Saukrapids Minnesota Culture
James Beatty, one of the pioneers of Minnesota, was born on April 27, 1816 in St. Paul, Minnesota, in a small cabin in the woods near the present city of Minneapolis.
He followed his sea - and went from 1850 to 1852 as a steamship captain to New York City, where he worked in the transport industry. He then spent 18 months in Florida, then returned to Lake Chaniplain and stayed for two years; then he returned north to Jefferson County, Wisconsin, where he grew up on a farm, occasionally working as a store clerk, until 1855, when he came to Minnesota, which was in Wabasha County, in 1857; and from there he returned to Grant County, Wisconsin, until 1861. After returning to his home state, he spent several years there, in Iowa and Illinois, then went to St. Louis, Missouri, stayed there for a few months and to Sauk Rapids until the fall of 1856. After returning to the North after being in Grant's County, Wisconsin, he worked in the transportation business from 1858 to 1861, but was removed from Jefferson County and occasionally worked as a store clerk before moving to Milwaukee in 1855 and returning to Jefferson County.
He was born in 1851, the son of a farmer and the founder of St. Louis County, Missouri.
He lived in St. Louis County until he came to Minnesota in 1856 and settled in Minden, a township in Benton County. He worked in agriculture until 1867, when his farm was sold and he lived in Sank Rapids. In May 1866, he moved to Sauk Rapids, where he worked in the commercial business from 1871 until his death in 1872. At this time, he moved from Sauks Rapids to the city of Sanks Rapids and then back to Missouri.
Russell came to Crow Wing, Minnesota, and worked as a real estate agent in the city of Sanks Rapids and the city of Minden. He also dealt with commercial activities and hotel business and began to trade in real estate and borrow money. In the fall of 1849, he was assigned a hotel in Sank Rapids, the first of its kind in Minnesota and one of only a few.
Soon more settlers followed, and the city was named Sauk Rapids, and there were plans to build a dam on the Mississippi to generate electricity. The end of the line was located quite close to the rapids, so the small village was seen from 62 boats that reached it in 1858, but no end was in sight.
Lewis Cass, the territorial governor of Michigan, traveled in July 1820, and Jean-Baptiste Perrault lived in Benton County in 1789. The museum's documented history includes the early history of Sauk Rapids and the city of Grand Rapids, Michigan. 2 fur trader who hibernated in Grand Rapids near Sauks Rapids from 1797 to 1798, and an 18th century fur trader.
Sauk Rapids was one of the most important cities in Minnesota when a tornado hit the city. It was devastated by the 1886 cyclone that swept across central Minnesota and nearly destroyed Sauks Rapids.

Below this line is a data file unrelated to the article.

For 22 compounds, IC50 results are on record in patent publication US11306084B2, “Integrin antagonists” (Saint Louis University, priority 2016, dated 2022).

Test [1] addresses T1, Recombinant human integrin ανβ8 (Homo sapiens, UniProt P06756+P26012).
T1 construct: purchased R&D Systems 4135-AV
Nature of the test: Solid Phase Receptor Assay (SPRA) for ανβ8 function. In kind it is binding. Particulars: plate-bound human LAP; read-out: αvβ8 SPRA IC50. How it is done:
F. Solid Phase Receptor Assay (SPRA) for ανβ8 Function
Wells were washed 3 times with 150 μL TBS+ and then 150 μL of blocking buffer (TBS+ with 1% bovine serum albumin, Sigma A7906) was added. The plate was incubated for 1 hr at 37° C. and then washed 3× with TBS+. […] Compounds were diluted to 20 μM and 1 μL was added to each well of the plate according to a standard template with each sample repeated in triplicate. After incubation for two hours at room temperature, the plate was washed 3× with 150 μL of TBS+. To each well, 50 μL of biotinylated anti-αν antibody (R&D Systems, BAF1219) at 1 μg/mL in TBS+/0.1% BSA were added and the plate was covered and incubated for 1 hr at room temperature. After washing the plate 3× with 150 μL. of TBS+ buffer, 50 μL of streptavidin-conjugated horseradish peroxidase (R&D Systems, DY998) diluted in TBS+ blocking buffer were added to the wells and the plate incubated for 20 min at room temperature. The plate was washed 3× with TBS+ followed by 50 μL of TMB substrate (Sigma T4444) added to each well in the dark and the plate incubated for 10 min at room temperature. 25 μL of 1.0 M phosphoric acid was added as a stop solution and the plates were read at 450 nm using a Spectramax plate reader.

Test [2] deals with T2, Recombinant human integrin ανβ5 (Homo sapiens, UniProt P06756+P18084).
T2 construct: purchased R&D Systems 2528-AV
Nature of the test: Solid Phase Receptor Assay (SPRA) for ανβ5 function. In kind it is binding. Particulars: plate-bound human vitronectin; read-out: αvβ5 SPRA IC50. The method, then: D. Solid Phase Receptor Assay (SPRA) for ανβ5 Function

The church was built in 1884 on the site of the old St. John's Episcopal Church, the first of its kind in the state of Minnesota.
When the subject of this sketch was about five years old, his family came to America in 1857, in Davenport, Iowa, and then to Sauk Rapids, where he became male and received his education in St. Paul. The family moved to Little Falls, Minnesota, around 1858, and remained there until they returned to Minnesota in the late 18th and early 19th centuries, moving back and forth between the two towns of Sauks Rapids, where the subjects of the sketch lived. Olmsted County in Minnesota, where he was removed for a short time to teach at school and read law, and studied law at the University of Wisconsin-Madison and Minnesota State University, Duluth. He worked in a dry goods and food store in Grand Forks, Wisconsin, before moving to Minnesota in 1872, where he attended courses at Carleton College in Northfleld and was accepted into the university. Bar and studied for the first time in 1880 at Saint John's Law School in Minneapolis.
He took over the management of the printing house in the Pioneer in 1864 and remained there until 1868, when he founded the Sauk Rapids Sentinel in Sauks Rapids.
He came to Minnesota in 1848 and worked for two years as a carpenter in St. Paul before settling in Iowa, where he lived until 1840, and in the early days of his arrival in Minnesota ran a farm for the Winnebago Indians near Fort Atkinson. In 1853, when he came to America, he settled in Lake County, Indiana, where he worked as a sales representative in Lake County and Indiana, and in May 1860, in Sauks Rapids, Minnesota, the capital of Sauk Rapids and the location of the Pioneer newspaper and newspaper office, he settled in a small house on the west side of the city, near the intersection of Minnesota Avenue and Minnesota Street, a few miles from the Minnesota-Wisconsin border, but not far from where his wife and three children had other pursuits.